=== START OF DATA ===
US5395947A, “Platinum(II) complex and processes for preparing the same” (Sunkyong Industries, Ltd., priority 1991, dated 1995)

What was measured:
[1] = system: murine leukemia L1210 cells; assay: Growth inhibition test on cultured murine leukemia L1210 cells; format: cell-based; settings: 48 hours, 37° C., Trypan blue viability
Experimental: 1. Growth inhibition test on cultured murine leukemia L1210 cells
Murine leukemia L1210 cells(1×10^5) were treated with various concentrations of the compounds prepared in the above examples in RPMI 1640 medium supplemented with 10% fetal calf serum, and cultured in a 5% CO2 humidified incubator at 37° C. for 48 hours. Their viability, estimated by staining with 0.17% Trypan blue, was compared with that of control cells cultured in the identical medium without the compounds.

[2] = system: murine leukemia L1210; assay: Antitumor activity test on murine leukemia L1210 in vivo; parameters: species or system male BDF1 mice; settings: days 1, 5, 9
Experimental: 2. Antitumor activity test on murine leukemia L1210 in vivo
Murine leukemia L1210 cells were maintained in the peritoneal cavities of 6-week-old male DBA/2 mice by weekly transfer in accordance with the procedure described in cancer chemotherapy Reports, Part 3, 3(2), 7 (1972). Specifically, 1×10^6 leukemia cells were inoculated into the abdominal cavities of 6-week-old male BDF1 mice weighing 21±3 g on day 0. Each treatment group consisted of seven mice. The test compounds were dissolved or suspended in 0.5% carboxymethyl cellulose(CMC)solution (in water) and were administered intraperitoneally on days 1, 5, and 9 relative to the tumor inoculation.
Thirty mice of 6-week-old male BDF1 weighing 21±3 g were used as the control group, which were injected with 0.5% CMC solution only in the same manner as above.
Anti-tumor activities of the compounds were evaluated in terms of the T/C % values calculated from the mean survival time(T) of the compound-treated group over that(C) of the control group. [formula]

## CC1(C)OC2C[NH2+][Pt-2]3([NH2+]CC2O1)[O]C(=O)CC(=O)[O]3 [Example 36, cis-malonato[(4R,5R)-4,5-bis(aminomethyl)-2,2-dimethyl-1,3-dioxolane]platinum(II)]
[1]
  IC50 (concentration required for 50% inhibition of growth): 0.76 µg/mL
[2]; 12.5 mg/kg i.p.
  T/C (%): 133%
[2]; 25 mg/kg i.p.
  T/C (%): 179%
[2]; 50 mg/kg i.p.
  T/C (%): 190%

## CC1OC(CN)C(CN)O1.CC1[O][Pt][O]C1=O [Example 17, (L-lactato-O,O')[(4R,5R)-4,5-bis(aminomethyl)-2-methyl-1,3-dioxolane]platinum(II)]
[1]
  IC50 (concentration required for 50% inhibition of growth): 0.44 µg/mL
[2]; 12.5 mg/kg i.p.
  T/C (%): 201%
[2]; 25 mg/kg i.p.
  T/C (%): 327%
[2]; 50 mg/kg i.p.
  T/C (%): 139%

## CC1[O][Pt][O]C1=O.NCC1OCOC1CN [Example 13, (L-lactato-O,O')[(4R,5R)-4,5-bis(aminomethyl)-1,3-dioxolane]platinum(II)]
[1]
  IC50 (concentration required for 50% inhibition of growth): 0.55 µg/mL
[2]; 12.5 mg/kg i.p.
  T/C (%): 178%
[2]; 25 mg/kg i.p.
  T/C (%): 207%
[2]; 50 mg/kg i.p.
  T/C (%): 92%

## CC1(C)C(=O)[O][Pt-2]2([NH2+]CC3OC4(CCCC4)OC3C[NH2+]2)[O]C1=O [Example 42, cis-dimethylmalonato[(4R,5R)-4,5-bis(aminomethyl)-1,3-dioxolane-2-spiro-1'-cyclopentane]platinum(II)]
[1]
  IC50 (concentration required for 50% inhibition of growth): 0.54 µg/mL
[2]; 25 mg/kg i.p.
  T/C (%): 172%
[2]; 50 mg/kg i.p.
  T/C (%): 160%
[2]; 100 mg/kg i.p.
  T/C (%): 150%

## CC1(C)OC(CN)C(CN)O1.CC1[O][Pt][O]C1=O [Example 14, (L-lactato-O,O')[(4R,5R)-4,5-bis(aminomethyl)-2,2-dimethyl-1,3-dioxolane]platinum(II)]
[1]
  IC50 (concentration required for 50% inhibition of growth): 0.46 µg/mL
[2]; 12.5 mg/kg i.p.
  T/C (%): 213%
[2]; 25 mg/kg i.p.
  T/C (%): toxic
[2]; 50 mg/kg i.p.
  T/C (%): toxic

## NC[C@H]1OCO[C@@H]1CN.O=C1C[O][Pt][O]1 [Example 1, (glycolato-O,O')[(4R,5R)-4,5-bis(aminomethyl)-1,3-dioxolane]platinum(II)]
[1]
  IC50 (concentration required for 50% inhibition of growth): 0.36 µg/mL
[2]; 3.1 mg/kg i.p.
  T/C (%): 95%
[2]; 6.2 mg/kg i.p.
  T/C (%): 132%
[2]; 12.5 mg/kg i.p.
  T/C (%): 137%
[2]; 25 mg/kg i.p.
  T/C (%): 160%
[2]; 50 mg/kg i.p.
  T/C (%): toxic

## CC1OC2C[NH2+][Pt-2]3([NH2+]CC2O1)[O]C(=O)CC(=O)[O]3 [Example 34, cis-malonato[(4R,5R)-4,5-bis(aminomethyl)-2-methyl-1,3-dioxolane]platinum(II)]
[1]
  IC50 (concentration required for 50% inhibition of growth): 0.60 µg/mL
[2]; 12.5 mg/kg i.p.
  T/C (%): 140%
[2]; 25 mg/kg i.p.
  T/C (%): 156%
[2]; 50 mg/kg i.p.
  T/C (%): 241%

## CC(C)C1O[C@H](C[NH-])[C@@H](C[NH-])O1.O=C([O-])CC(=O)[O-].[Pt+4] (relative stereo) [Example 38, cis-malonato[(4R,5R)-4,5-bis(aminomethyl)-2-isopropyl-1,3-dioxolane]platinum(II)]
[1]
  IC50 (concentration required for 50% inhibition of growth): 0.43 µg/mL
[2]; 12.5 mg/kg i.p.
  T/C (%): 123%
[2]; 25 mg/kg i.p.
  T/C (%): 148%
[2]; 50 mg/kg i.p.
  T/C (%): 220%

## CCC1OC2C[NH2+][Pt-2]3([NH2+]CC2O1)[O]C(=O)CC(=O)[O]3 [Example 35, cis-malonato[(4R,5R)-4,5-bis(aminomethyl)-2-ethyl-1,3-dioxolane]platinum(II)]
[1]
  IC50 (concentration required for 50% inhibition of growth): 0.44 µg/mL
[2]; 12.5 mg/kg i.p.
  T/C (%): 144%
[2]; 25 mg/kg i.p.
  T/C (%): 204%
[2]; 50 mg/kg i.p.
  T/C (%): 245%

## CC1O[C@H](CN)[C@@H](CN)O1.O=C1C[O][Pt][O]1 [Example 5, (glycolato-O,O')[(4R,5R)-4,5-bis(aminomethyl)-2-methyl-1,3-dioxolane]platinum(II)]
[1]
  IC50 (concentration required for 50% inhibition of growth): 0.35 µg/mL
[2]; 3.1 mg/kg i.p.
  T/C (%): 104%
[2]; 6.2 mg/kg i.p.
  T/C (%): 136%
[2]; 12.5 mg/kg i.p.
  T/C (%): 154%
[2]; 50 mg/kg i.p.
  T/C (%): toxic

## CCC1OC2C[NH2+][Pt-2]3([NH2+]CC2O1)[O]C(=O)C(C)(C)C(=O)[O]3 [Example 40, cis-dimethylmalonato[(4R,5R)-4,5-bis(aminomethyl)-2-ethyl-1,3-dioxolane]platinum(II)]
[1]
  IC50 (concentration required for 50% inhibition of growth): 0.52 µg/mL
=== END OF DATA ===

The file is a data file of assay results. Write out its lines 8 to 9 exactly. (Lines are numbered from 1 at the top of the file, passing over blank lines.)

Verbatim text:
Murine leukemia L1210 cells were maintained in the peritoneal cavities of 6-week-old male DBA/2 mice by weekly transfer in accordance with the procedure described in cancer chemotherapy Reports, Part 3, 3(2), 7 (1972). Specifically, 1×10^6 leukemia cells were inoculated into the abdominal cavities of 6-week-old male BDF1 mice weighing 21±3 g on day 0. Each treatment group consisted of seven mice. The test compounds were dissolved or suspended in 0.5% carboxymethyl cellulose(CMC)solution (in water) and were administered intraperitoneally on days 1, 5, and 9 relative to the tumor inoculation.
Thirty mice of 6-week-old male BDF1 weighing 21±3 g were used as the control group, which were injected with 0.5% CMC solution only in the same manner as above.